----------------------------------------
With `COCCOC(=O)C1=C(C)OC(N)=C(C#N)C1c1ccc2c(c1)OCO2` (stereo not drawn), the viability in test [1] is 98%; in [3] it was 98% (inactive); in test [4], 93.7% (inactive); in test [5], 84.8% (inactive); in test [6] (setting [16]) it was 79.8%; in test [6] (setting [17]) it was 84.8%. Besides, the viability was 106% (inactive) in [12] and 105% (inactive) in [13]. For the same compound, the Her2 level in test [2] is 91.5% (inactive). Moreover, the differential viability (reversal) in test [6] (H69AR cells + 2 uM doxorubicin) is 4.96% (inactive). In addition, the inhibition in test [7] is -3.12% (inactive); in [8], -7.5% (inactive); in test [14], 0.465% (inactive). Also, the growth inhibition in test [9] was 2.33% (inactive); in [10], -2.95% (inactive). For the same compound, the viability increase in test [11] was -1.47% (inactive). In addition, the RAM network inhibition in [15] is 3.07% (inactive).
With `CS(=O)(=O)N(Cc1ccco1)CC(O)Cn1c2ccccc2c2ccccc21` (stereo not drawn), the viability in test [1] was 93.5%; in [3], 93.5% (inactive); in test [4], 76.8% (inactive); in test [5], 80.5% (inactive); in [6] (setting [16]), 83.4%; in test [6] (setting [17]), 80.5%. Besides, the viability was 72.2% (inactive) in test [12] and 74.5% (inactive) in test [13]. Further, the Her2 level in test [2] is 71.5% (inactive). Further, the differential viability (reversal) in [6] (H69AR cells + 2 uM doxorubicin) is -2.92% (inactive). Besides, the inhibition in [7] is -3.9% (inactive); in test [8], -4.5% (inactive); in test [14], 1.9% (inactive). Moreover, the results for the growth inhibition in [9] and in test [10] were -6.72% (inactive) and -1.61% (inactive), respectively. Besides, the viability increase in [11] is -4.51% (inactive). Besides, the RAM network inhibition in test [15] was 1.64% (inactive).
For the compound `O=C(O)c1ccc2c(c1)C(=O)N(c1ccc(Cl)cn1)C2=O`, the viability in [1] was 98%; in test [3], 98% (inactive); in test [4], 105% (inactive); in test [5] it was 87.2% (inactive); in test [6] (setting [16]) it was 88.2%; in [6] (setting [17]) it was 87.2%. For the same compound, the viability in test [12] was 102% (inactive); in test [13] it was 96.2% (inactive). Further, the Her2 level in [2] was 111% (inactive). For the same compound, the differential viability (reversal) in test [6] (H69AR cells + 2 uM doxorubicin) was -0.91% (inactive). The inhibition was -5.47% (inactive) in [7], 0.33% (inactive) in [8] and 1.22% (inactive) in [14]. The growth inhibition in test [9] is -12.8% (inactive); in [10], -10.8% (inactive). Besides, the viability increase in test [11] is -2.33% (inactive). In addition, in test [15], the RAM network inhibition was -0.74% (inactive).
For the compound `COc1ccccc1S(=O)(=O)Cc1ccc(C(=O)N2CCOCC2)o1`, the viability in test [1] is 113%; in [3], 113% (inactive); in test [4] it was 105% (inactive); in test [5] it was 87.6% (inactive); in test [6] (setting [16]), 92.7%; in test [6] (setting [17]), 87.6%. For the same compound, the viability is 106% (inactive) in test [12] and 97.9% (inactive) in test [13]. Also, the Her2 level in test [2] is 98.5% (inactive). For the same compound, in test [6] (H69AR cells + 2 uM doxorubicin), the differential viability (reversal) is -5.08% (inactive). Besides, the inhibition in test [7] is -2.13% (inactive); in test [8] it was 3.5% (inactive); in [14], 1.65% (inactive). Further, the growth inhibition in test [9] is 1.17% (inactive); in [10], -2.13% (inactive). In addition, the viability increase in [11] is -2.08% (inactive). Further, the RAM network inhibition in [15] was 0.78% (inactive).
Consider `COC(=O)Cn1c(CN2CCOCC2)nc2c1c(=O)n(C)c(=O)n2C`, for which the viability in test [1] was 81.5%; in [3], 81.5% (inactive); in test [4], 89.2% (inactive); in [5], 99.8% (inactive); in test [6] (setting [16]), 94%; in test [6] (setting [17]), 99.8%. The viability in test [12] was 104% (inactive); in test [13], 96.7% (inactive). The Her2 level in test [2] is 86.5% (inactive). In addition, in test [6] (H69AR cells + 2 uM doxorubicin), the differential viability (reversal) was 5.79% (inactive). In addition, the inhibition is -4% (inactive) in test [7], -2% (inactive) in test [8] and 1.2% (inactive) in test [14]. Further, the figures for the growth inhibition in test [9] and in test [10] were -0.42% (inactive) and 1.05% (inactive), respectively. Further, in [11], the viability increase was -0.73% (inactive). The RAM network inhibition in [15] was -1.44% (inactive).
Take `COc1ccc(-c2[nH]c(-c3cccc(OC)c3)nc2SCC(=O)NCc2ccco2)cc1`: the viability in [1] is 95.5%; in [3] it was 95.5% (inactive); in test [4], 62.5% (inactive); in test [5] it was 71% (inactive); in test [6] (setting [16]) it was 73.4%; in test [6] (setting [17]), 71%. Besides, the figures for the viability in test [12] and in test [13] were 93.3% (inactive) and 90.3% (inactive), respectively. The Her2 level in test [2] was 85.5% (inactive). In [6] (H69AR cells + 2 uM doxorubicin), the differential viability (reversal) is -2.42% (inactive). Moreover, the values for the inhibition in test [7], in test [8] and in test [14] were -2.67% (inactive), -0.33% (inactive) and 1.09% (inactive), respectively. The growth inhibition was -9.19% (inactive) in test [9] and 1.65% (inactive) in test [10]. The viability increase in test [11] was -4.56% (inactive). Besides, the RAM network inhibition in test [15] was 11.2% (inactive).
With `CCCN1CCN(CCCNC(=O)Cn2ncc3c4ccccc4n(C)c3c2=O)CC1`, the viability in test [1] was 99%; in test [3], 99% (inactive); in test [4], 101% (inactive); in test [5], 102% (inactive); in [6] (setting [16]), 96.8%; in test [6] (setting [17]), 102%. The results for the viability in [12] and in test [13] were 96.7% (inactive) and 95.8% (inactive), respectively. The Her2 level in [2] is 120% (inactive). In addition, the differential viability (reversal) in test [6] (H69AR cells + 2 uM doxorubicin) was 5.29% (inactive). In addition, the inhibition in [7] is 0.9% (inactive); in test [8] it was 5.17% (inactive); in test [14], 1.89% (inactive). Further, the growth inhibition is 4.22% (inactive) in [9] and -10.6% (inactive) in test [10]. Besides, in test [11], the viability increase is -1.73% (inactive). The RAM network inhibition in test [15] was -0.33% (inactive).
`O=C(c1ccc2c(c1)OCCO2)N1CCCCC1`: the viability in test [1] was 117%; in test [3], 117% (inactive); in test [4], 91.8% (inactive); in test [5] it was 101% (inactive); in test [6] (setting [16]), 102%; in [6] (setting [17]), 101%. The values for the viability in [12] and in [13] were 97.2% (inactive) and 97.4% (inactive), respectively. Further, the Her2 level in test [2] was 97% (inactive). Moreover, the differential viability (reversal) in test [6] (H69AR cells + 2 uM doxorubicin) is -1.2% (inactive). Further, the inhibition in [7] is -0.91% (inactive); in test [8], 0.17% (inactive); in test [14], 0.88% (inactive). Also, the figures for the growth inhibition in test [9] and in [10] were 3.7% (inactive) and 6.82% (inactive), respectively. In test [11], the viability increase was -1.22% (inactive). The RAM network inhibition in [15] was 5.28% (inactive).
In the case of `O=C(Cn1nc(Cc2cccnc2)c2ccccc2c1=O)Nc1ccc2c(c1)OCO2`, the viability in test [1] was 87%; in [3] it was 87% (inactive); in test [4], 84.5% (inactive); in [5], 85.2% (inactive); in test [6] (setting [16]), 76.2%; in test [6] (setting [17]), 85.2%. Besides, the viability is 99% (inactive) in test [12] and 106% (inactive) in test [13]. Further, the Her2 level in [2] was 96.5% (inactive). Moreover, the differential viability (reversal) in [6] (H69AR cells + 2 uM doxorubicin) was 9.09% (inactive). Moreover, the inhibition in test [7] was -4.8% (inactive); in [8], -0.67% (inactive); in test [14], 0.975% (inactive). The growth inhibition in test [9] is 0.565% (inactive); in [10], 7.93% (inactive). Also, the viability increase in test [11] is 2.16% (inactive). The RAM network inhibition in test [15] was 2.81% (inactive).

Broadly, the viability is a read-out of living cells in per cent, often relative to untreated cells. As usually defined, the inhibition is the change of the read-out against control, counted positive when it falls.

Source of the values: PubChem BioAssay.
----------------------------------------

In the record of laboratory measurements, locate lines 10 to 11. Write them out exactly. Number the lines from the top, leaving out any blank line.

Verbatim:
Broadly, the viability is a read-out of living cells in per cent, often relative to untreated cells. As usually defined, the inhibition is the change of the read-out against control, counted positive when it falls.

Source of the values: PubChem BioAssay.